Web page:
Skip to main contentSkip to main content
You have permission to edit this article.
Edit
special report spotlight

As 'buy now, pay later' plans grow, so do delinquencies

From the Weekend reads: Queen's death a sign of disappearing WWII generation; cheetahs back in India series
  • Updated
  • 0
Buy Now Pay Later Worries

FILE - Basketball sneakers are seen at a game, Tuesday, March 29, 2022, in Chicago. Buy now, pay later loans allow users to pay for items such as new sneakers, electronics or luxury goods in installments. 

NEW YORK (AP) — Americans have grown fond of "buy now, pay later" services, but the "pay later" part is becoming increasingly difficult for some borrowers.

Buy now, pay later loans allow users to pay for items such new sneakers, electronics, or luxury goods in installments. Companies such as Affirm, Afterpay, Klarna and PayPal have built popular financial products around these short-term loans, particularly for younger borrowers, who are fearful of never-ending credit card debt.

Keep scrolling for a Q&A on what you should know about "buy now, pay later"

Now, as the industry racks up customers, delinquencies are climbing. Inflation is squeezing consumers, making it tougher to pay off debts. Some borrowers don't budget properly, particularly if they are persuaded to take out multiple loans, while others may have been credit risks to begin with.

"You have an industry with a higher concentration of subprime borrowers in a market that hasn't been effectively tested through (this type of economy), and you have a kind of a toxic brew of concerns," said Michael Taiano, an analyst with Fitch Ratings, who co-wrote a report in July highlighting some of the concerns with the industry.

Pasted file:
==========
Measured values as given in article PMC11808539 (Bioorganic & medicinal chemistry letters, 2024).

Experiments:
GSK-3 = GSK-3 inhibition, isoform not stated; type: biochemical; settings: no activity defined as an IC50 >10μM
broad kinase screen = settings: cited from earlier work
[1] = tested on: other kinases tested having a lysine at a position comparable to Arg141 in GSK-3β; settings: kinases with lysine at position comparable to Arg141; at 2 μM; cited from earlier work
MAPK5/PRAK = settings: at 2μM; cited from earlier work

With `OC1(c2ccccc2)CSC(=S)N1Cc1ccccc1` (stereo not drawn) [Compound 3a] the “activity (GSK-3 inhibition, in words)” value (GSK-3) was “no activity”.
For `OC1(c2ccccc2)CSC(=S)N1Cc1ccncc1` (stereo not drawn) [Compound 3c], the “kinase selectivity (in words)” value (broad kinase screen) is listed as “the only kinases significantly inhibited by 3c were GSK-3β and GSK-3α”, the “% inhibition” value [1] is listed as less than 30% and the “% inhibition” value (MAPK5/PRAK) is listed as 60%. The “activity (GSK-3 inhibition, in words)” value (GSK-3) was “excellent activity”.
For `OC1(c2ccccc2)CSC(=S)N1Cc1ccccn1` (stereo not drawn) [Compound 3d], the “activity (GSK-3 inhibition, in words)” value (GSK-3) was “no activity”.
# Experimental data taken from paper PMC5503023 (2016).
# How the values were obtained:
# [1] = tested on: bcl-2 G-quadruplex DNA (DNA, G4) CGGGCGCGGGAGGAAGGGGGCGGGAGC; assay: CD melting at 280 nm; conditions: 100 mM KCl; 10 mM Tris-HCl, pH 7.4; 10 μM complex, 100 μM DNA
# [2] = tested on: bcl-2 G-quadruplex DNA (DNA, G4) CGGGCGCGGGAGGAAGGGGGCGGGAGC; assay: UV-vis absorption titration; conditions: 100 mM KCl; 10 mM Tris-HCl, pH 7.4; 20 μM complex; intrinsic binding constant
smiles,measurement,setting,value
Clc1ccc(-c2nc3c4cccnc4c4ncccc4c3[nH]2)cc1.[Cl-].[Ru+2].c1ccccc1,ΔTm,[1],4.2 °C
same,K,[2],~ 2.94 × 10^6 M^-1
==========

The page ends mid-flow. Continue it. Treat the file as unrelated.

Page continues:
The most popular type of buy now, pay later loans allow for four payments over six weeks — one payment at the time of purchase and three others that borrowers often try to sync up with pay periods. Longer-term loans for bigger purchases are also available. Most of the short-term loans have no interest attached to them. Companies that do charge interest can clearly state upfront how much a borrower will pay in financial charges.

Given those features, consumer advocates and financial advisors initially had seen buy now, pay later plans as a potentially healthier form of consumer debt if used correctly. The biggest concern had been late fees, which could act as a hefty finance charge on a small purchase if a borrower is late on a payment. The fees can run as high as $34, plus interest. But now as delinquencies are rising, and companies are being more aggressive in marketing their products, advocates see a need for additional regulation.

The industry is growing rapidly, according to a report released Thursday by the Consumer Financial Protection Bureau. Americans took out roughly $24.2 billion in loans on buy now, pay later programs in 2021, up from only $2 billion in 2019. That industry-wide figure is only expected to jump even more. Klarna's customers bought $41 billion worth of product on its service globally in the first six months of the year, up 21% from a year ago. At PayPal, revenue from its buy now, pay later services more than tripled in the second quarter to $4.9 billion. Read the full story here:

***

AP Personal Finance Reporter Cora Lewis contributed to this report from New York.

0 Comments

We're always interested in hearing about news in our community. Let us know what's going on!

* I understand and agree that registration on or use of this site constitutes agreement to its user agreement and privacy policy.

Related to this story

Most Popular

Listen now and subscribe: Apple Podcasts | Google Podcasts | Spotify | RSS Feed | Omny Studio

Get up-to-the-minute news sent straight to your device.

Topics

Trending

Breaking News